http://blog.synthfan.info/2011/04/18/daw-expansio

    Pay esp. attention to the Operator screenshot at the upper right and compare it with the screenshot in the "test rack" in the middle.

    You may have guessed by now; all the soft synths I hold in high esteem (Operator, Absynth 5) also support alias protection yet can ALSO turn the whole kaboodle off. Resulting in a loss of wobble, which can be very important (IMO anyway) if you want to be sure of a clean sound signal. Anti-aliasing affects the sound waves, Diversion even does so quite heavily.

    Needless to say; Diversion can't turn this stuff off.

    Then there's the routing aspect. its not bad but doesn't even come close to the easily picked up scheme which Absynth 5 uses. By trying to cram the whole interface into one big (huge) window you're easily losing focus or overview here.

    What I also don't like is that there are certain filters which you simply cannot turn off what so ever. Oversampling, treble… I want a clear sound; I don't need treble, no matter how soft it is!

    Speaking of which.. The sound itself is decent but annoying too. What I esp. don't like is that with the oscs. octave set to 0 its still 1 octave /above/ all the other synths I have. Trying to use detune results in plain annoyance because I have to move my mouse upwards. But since the vst fills up most of my screen (I don't do high graphics on my synth box; I preserve as much resources for my synth as I can) there's not much room left to do so.

    And then I realized that this vst doesn't even support entering values manually using your keyboard. That is also when I removed the demo and decided to forget all about it and write this up.

    Now, I know this is a cynical review but don't get me wrong. In the overall Diversion isn't a bad vst. It does what it does and it can produce nice sounds. The main problem is that its absolutely /not/ worth $200. For that amount of money you can pick up Absynth 5 and when comparing features and sounds of those two I cannot conclude otherwise than that Absynth is miles ahead.

    And yes; I know its a "$50 bonus period". Still, my advice would be to save up another $50 and get Absynth 5 instead.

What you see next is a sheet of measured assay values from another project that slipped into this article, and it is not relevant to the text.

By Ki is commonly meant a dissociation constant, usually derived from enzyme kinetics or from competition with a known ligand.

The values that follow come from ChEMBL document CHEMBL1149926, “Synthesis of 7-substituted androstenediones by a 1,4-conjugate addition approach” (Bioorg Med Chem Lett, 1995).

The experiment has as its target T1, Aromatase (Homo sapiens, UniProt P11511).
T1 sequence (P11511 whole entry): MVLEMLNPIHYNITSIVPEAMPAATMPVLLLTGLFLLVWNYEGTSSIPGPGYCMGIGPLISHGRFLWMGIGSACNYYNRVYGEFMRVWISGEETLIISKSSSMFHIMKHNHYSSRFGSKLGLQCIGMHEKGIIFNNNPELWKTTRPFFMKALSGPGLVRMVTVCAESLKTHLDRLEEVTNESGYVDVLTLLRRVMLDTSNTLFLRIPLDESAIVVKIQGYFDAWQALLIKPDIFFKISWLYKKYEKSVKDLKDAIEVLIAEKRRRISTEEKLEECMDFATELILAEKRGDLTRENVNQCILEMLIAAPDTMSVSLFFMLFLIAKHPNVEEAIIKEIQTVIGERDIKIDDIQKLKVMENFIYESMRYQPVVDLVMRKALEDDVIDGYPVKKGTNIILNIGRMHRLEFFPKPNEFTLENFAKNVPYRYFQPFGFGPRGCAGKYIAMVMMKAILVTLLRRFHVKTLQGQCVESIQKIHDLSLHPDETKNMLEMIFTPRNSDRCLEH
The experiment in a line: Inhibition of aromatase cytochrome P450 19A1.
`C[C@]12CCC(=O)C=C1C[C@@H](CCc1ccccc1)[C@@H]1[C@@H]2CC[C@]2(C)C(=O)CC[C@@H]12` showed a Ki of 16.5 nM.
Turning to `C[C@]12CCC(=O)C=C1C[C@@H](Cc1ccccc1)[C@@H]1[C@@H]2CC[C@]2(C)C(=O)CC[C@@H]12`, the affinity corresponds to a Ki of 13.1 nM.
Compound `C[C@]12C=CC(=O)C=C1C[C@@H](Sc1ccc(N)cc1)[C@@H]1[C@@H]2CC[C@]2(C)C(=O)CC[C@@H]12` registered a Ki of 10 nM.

7. I'm very under-impressed. For a going rate of $200 this critter is directly competing with NI's Absynth 5 which is also going at that price range. And honestly; you'll have to do a LOT better IMO to reach those heights.

    Now, before I continue do not take this the wrong way. I'm not dissing the product; when solely looking at the synth itself its pretty decent. 4 oscs, some basic routing capabilities (even a modulation matrix) lfo's, etc. The usual.

    My main gripe with this critter is that it claims to high for high quality yet cannot produce. For example; they claim a "near to zero level of aliasing". Now, that's fun you guys but you /do/ realize that all the anti-aliasing 'filtering' is having its effects on the waveforms your synths produce ? When I pull up my M4LScope in Live and check the default sawtooth waveform this critter produces I see some very heave wobbles at the bottom of the waveform; caused by anti-aliasing.

    If you now wonder wth I'm talking about then check this blog post in which I show several screenshots of this issue:
    http://blog.synthfan.info/2011/04/18/daw-expansio

    Pay esp. attention to the Operator screenshot at the upper right and compare it with the screenshot in the "test rack" in the middle.

    You may have guessed by now; all the soft synths I hold in high esteem (Operator, Absynth 5) also support alias protection yet can ALSO turn the whole kaboodle off. Resulting in a loss of wobble, which can be very important (IMO anyway) if you want to be sure of a clean sound signal. Anti-aliasing affects the sound waves, Diversion even does so quite heavily.